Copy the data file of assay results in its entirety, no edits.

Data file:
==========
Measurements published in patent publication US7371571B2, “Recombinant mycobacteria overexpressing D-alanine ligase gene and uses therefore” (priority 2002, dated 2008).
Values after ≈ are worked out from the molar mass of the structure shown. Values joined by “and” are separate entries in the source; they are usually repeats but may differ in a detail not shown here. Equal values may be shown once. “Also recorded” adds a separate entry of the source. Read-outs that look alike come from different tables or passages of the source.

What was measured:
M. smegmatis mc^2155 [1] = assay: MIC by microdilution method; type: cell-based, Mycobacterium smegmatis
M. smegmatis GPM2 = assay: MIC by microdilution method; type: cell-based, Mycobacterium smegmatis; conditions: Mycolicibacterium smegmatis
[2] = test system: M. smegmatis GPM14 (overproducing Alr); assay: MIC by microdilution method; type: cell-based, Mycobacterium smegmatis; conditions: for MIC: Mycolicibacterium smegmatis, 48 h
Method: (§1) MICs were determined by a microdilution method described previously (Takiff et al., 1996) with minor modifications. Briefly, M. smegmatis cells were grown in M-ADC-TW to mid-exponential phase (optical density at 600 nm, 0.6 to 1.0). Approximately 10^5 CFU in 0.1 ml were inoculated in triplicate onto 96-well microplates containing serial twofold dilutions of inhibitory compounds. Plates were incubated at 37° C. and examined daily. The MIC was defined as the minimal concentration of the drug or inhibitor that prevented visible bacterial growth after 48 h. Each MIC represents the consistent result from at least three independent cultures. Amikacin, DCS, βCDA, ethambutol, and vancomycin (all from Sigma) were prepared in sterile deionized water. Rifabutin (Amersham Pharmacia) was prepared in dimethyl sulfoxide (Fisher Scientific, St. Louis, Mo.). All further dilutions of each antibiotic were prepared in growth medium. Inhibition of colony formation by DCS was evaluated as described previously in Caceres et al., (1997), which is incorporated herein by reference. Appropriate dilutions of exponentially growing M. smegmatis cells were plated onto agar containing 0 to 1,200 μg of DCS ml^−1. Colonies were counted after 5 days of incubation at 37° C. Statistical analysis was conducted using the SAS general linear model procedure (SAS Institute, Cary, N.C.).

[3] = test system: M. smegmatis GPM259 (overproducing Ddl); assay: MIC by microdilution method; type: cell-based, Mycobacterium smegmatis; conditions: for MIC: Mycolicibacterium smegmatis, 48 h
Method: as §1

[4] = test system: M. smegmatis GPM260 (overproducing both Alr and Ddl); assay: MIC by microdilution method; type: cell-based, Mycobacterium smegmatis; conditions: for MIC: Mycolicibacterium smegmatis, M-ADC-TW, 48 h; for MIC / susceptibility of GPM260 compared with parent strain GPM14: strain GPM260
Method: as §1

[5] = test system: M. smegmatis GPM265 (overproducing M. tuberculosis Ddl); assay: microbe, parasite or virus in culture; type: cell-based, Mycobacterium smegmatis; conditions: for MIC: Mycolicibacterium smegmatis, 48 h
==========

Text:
Measurements published in patent publication US7371571B2, “Recombinant mycobacteria overexpressing D-alanine ligase gene and uses therefore” (priority 2002, dated 2008).
Values after ≈ are worked out from the molar mass of the structure shown. Values joined by “and” are separate entries in the source; they are usually repeats but may differ in a detail not shown here. Equal values may be shown once. “Also recorded” adds a separate entry of the source. Read-outs that look alike come from different tables or passages of the source.

What was measured:
M. smegmatis mc^2155 [1] = assay: MIC by microdilution method; type: cell-based, Mycobacterium smegmatis
M. smegmatis GPM2 = assay: MIC by microdilution method; type: cell-based, Mycobacterium smegmatis; conditions: Mycolicibacterium smegmatis
[2] = test system: M. smegmatis GPM14 (overproducing Alr); assay: MIC by microdilution method; type: cell-based, Mycobacterium smegmatis; conditions: for MIC: Mycolicibacterium smegmatis, 48 h
Method: (§1) MICs were determined by a microdilution method described previously (Takiff et al., 1996) with minor modifications. Briefly, M. smegmatis cells were grown in M-ADC-TW to mid-exponential phase (optical density at 600 nm, 0.6 to 1.0). Approximately 10^5 CFU in 0.1 ml were inoculated in triplicate onto 96-well microplates containing serial twofold dilutions of inhibitory compounds. Plates were incubated at 37° C. and examined daily. The MIC was defined as the minimal concentration of the drug or inhibitor that prevented visible bacterial growth after 48 h. Each MIC represents the consistent result from at least three independent cultures. Amikacin, DCS, βCDA, ethambutol, and vancomycin (all from Sigma) were prepared in sterile deionized water. Rifabutin (Amersham Pharmacia) was prepared in dimethyl sulfoxide (Fisher Scientific, St. Louis, Mo.). All further dilutions of each antibiotic were prepared in growth medium. Inhibition of colony formation by DCS was evaluated as described previously in Caceres et al., (1997), which is incorporated herein by reference. Appropriate dilutions of exponentially growing M. smegmatis cells were plated onto agar containing 0 to 1,200 μg of DCS ml^−1. Colonies were counted after 5 days of incubation at 37° C. Statistical analysis was conducted using the SAS general linear model procedure (SAS Institute, Cary, N.C.).

[3] = test system: M. smegmatis GPM259 (overproducing Ddl); assay: MIC by microdilution method; type: cell-based, Mycobacterium smegmatis; conditions: for MIC: Mycolicibacterium smegmatis, 48 h
Method: as §1

[4] = test system: M. smegmatis GPM260 (overproducing both Alr and Ddl); assay: MIC by microdilution method; type: cell-based, Mycobacterium smegmatis; conditions: for MIC: Mycolicibacterium smegmatis, M-ADC-TW, 48 h; for MIC / susceptibility of GPM260 compared with parent strain GPM14: strain GPM260
Method: as §1

[5] = test system: M. smegmatis GPM265 (overproducing M. tuberculosis Ddl); assay: microbe, parasite or virus in culture; type: cell-based, Mycobacterium smegmatis; conditions: for MIC: Mycolicibacterium smegmatis, 48 h